see + do
Tel: 7 495 625 4631
Concierge.com's insider take:
Russians are passionate about their steam baths, and believe them to be a cure for almost any ailment. The 19th-century Sandunovskiye Bani (Sanduny for short) are the place to experience this firsthand. The experience is not for the faint of heart (literallyRussians also believe the steam baths can kill you, so don't enter if you have a bad heart): The steamy heart of the banya is hotter than an oven and steamier than a jungle. Even some Russians can't make it much past the door, but they try and try again. Like baths anywhere in the world, the Russian banya has its traditionssome women still bring homemade potions to use in the shower after a soak, for example. If you haven't brought your own, the banya sells fancy creams as well as felt hats emblazoned with the Sanduny logo (Russians, both men and women, cover their hair in the banya to protect it from the heat). There's also a restaurant that serves Russian, Uzbek, and Chinese food.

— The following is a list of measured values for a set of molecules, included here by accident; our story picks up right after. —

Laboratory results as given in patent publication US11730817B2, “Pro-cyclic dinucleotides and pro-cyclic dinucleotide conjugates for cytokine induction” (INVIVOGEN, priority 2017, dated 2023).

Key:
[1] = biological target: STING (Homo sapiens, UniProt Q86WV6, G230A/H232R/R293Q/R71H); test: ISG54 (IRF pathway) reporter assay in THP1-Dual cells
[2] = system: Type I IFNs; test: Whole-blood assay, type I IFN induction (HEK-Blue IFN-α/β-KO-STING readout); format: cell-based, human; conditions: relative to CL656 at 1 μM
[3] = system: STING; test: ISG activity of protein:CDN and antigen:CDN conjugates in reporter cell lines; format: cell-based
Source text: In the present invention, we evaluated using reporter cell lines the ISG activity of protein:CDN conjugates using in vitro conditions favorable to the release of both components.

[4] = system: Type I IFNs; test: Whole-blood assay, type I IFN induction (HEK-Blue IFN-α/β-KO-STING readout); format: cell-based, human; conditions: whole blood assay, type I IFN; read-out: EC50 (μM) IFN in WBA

The men's baths are divided into the luxurious "higher class" (about $65 for two hours), the quaintly old-fashioned "second higher class" (about $50 for two hours), and the most basic "first class" (about $40 for two hours). The women's baths have two sections: "higher class" (about $60 for three hours) and "first class" (about $40 for two hours). Extra services (such as manicures, pedicures, and tanning) and towels cost extra. Children under 7 are not permitted. Sanduny has become aware of its attraction to foreigners and now accepts credit cards and has installed signs in English.
Open 8 am to 10 pm; the ticket office closes at 8 pm.